Climb is a very different story. The rate of climb of an airplane is a function of specific excess power. Specific excess power is the excess power per pound of airplane, or the excess power divided by the gross weight. Excess power is the power available from the engine over and above the power required to maintain level flight. For example, if an airplane with 100 horsepower is flying at an airspeed that takes 75 hp to overcome drag, then it has 25 excess horsepower. The actual excess thrust horsepower available is less than 25 because the propeller is not 100% efficient.

The important point here is that the excess power is considerably less than the full power of the engine because of the power required to overcome drag and maintain airspeed. Only the excess power above that is available to make the airplane climb. Accordingly, a power shortfall will affect rate of climb much more than it affects speed. The percentage loss in climb performance will be much greater than the percentage shortfall in rated engine power.

A shortfall in takeoff and climb performance has dire effects on the airplane’s safety and utility. If the engine won’t produce enough power, then the only way to regain the climb performance needed to operate out of the specified runways at the required density altitude is to reduce weight. Unfortunately, once the airplane is built, the only way to do this is to offload payload or fuel. This means the only choice left is to carry less or not fly as far, neither of which is desirable.


Weight is the enemy of performance. Every pound of airplane empty weight represents a pound of fuel or payload that the airplane can’t carry. An overweight engine presents the designer with the decision of letting the gross weight rise or reducing the fuel or payload the airplane carries. Increasing gross weight reduces rate of climb, hurts takeoff performance and may require structural beef-up that will increase weight even more. Once the airframe has been built, there is little choice but to reduce useful load to stay within the gross weight limit of the airframe if the engine is overweight.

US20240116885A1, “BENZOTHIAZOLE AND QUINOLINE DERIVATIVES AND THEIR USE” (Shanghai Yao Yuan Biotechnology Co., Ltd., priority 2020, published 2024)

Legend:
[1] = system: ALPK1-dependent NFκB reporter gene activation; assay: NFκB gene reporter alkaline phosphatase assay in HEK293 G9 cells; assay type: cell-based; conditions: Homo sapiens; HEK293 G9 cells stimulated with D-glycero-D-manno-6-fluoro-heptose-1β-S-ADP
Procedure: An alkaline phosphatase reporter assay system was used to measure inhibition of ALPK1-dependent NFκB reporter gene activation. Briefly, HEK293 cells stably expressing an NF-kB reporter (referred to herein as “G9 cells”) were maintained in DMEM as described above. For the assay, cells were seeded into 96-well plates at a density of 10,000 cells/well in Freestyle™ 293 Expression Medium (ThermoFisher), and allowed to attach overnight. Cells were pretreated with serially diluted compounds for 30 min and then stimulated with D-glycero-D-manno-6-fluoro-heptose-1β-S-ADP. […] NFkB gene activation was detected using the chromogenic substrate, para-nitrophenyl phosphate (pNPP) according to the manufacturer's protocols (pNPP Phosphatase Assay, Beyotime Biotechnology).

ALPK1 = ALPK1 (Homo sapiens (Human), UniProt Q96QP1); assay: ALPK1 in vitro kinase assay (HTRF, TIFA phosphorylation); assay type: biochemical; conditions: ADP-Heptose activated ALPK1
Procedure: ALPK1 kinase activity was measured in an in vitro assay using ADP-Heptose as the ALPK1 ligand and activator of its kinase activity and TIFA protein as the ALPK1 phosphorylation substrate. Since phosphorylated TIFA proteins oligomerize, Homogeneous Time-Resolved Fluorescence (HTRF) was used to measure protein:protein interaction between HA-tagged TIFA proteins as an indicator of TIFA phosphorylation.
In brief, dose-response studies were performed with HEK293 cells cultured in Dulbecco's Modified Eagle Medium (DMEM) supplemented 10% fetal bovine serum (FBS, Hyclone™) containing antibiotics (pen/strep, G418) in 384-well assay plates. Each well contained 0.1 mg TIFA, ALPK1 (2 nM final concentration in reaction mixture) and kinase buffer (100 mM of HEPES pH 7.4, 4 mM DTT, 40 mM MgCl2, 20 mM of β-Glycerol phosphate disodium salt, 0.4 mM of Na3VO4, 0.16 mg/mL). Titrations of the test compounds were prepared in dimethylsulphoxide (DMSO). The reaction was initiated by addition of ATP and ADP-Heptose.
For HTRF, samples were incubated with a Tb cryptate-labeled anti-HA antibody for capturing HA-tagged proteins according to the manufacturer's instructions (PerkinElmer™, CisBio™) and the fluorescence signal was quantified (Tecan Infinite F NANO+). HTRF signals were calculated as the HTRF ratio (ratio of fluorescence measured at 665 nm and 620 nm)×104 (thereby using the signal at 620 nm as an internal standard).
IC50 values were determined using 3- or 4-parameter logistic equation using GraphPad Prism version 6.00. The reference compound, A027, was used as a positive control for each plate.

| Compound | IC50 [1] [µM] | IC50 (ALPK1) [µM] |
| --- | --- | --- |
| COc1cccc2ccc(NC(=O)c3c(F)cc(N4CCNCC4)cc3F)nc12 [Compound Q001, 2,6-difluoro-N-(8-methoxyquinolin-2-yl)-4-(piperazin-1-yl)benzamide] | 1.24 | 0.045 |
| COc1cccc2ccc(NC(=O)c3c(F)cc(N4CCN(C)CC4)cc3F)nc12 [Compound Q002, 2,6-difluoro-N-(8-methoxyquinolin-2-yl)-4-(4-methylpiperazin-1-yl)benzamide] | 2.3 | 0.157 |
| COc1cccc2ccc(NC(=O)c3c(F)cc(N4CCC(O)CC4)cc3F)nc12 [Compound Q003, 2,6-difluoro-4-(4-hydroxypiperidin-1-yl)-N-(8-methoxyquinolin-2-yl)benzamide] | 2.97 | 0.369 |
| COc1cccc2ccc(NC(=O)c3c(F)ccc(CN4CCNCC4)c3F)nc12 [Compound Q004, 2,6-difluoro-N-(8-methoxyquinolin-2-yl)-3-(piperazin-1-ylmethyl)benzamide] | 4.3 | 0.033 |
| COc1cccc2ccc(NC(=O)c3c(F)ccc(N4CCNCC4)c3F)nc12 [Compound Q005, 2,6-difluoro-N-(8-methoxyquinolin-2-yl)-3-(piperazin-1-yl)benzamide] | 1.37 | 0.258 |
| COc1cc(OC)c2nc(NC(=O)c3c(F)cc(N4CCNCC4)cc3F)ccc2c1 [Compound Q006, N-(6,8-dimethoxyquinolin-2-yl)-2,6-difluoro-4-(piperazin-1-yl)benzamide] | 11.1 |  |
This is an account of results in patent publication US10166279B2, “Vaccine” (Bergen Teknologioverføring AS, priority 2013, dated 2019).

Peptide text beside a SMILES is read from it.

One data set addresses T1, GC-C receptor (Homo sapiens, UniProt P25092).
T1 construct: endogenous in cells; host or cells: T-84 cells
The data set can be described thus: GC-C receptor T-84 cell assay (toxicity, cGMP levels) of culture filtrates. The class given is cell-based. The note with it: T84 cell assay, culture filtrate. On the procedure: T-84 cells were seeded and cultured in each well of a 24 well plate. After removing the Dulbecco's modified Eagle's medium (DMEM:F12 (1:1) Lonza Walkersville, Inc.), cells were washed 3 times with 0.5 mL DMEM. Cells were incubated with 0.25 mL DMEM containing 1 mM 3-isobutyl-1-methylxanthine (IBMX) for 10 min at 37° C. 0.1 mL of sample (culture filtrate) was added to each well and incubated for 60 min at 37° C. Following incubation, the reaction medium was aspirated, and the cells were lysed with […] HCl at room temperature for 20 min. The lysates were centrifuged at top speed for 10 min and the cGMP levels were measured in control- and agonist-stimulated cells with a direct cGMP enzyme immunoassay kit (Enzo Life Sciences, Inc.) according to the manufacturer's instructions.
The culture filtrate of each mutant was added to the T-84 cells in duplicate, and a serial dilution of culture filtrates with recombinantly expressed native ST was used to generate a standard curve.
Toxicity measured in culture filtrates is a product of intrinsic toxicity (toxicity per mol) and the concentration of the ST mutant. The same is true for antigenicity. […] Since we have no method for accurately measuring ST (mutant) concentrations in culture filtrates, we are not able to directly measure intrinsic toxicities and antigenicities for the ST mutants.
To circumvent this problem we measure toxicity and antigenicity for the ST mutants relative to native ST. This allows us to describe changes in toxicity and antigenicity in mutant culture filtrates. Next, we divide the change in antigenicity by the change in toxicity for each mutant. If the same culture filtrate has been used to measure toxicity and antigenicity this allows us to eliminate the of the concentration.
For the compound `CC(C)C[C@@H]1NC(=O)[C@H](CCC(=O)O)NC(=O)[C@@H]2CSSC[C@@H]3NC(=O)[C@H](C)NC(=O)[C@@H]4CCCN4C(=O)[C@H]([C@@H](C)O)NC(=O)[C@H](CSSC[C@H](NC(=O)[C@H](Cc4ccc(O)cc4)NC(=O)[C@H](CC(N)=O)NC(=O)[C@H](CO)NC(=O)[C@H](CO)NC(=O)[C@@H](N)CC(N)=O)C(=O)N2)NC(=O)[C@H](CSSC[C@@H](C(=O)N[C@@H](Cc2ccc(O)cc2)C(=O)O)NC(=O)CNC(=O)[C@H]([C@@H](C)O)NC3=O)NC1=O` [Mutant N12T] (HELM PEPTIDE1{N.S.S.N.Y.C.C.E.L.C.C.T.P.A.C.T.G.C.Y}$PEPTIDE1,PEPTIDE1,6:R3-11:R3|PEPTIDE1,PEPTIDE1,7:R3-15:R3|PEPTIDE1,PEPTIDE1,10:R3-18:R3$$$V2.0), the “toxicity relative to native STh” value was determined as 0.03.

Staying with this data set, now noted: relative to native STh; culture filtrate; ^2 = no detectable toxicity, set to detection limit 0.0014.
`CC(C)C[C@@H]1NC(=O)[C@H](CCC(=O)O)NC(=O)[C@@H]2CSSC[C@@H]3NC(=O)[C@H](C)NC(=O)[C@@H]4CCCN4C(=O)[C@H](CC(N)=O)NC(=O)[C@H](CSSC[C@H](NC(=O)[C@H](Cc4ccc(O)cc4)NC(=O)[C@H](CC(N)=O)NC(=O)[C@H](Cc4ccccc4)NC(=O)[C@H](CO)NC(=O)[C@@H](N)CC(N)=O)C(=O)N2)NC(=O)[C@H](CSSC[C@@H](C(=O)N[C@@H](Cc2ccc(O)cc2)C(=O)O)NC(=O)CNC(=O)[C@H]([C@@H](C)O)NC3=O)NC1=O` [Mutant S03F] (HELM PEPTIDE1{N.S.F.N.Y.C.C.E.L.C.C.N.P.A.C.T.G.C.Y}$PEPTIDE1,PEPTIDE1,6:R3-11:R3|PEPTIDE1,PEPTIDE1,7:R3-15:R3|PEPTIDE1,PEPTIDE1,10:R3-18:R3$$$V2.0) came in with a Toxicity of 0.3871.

An overweight engine can also cause center of gravity problems. The weight and balance of the airplane is calculated during design based on the predicted weight of the parts that will go into it. If the engine is overweight, the empty CG of the airplane will be closer to the engine than the designer intended. On a tractor, this will make it nose heavy, and on a pusher, increasing engine weight will make it tail heavy. Compensating for this CG shift can be a problem. On some airplanes, it is possible to build a new, shorter engine mount that moves the engine closer to the desired empty CG. This might require a new cowling and make access to the engine accessories difficult, but it is the best solution available if it can be accomplished.

If changing the engine mount does not solve the CG problem, the only other solution available is to add ballast to bring the CG back into the acceptable range. While this might solve the CG problem, the poor airplane takes a double weight hit: the extra engine weight and the weight of the compensatory ballast. As we have already seen, this added weight does bad things to the utility of the airplane.

Fuel Consumption

One of the most important characteristics of an engine is the amount of fuel it burns. The designer uses the predicted fuel consumption of the engine to size the fuel tanks and determine the total weight of fuel the airplane must carry to get the desired range. If the engine burns more fuel than advertised, we are faced with the familiar two choices: accept decreased performance (in this case, less range), or make the airplane heavier by adding more fuel capacity.

Optimistic fuel-consumption numbers are a chronic problem in the Experimental aircraft world, particularly for uncertified engines. I have had the experience of dealing with an engine that had fully twice the advertised fuel burn per hour at cruise power. Even using a certified, well-documented engine, a designer needs to be careful. The published numbers are for a new, in-tune engine being flown with an optimally set mixture. In the real world fuel consumption is probably a bit higher. It is a good idea for a designer to do some investigation about how an engine under consideration performs in the field before defining fuel capacity. This is difficult to do with a new or Experimental engine, but it’s relatively easy to do for certified engines by talking to pilots who fly that type of engine regularly, or by doing some experiments with an airplane powered by the engine.